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Virginia Tech tackles the DARPA Spectrum Collaboration Challenge

Apr 6, 2017

A team of researchers from Virginia Tech has been awarded a $2,000,000 grant from the Defense Advanced Research Projects Agency (DARPA) to participate in the Spectrum Collaboration Challenge. This grand challenge focuses on developing new techniques for collaboration between radios (using machine-learning) to overcome scarcity in the radio frequency spectrum. Radio spectrum is a finite natural resource.  If you think of the array of colors in a rainbow, radio spectrum would have an array of bands that carry radio signals instead of color. In this program, teams from around the world will compete to reimagine a new, more efficient wireless networking system in which radio networks automatically collaborate to determine how the spectrum should be used moment to moment.

The team, led by R. Michael Buehrer, professor of electrical and computer engineering (ECE) and director of Wireless @ Virginia Tech and Robert McGwier, chief scientist at the Hume Center for National Security and Technology, will participate in several rounds of competition through this program, developing unique technologies at each phase. ECE Professors Jeffrey Reed and Jung-Min “Jerry” Park are also part of the Virginia Tech team, as well Alan Michaels, Director of the Hume Center Electronic Systems Lab, and Hume Center research faculty Chris Headley and Dan Depoy.

Buehrer noted that “Our team is very excited to be a part of this program. The contest has the potential to completely change the way wireless networks are designed and spectrum is utilized.  Just as autonomous vehicles have the potential to fundamentally change the way transportation is done, machine intelligence and collaboration innovations have the potential to change the way communication networks are deployed.” While the radio spectrum itself is finite, the increase of wireless products, such as smart phones, that are using the radio spectrum has increased dramatically in recent years and is projected to continue to increase in the foreseeable future. The ability to manage the radio spectrum efficiently is one of the greatest challenges of our time.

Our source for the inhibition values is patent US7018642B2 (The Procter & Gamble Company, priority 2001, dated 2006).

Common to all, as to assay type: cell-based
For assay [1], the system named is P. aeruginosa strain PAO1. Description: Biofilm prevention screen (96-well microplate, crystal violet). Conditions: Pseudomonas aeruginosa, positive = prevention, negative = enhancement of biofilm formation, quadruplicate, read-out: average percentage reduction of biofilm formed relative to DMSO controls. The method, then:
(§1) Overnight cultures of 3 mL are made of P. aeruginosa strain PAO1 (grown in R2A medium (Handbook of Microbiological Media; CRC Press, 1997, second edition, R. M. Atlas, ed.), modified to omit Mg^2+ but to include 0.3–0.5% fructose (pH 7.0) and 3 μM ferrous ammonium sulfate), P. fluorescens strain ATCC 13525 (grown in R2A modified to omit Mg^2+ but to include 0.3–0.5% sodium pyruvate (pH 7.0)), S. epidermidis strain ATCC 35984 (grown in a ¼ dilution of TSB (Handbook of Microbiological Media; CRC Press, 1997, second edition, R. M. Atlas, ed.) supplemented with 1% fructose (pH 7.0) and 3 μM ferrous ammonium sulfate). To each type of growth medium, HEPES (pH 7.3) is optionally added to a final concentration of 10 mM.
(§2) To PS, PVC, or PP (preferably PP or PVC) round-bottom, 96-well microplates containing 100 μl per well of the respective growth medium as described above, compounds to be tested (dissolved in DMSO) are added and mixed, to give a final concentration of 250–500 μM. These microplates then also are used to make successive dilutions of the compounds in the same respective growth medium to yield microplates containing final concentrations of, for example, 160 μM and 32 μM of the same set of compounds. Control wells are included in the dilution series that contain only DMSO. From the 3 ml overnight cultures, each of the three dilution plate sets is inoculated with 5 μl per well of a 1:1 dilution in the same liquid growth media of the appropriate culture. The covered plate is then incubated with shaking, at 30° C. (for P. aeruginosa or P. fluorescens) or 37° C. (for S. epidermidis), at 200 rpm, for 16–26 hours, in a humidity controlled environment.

The Virginia Tech team is also sponsored by Lockheed Martin's Advanced Technology Laboratories. The winning team from this multi-year effort could win as much as $3.5M.

Wireless @ Virginia Tech is one of the largest university-based wireless research groups in the United States. The primary mission of Wireless @ Virginia Tech is to develop a research environment that produces high caliber students who will become the future leaders in academia, industry, and government. Wireless @ Virginia Tech continues to take a leadership role in these efforts by conducting research into the opportunities and obstacles in newly emerging wireless technologies. Visit our website at for more information.

The Hume Center was founded in 2010 through an endowment from Ted and Karyn Hume. With support from Virginia Tech's College of Engineering and Institute for Critical Technologies and Applied Sciences (ICTAS), the Hume Center leads the university's education and research ecosystem for national security technologies, with an emphasis on the communication and computation challenges of the defense and intelligence communities. Approximately 150 undergraduate students and 50 graduate students participate in Hume Center programs each year, and most receive scholarships, fellowships, or research assistantships and are vectored toward careers working for the federal government or its industrial base. Visit for more information.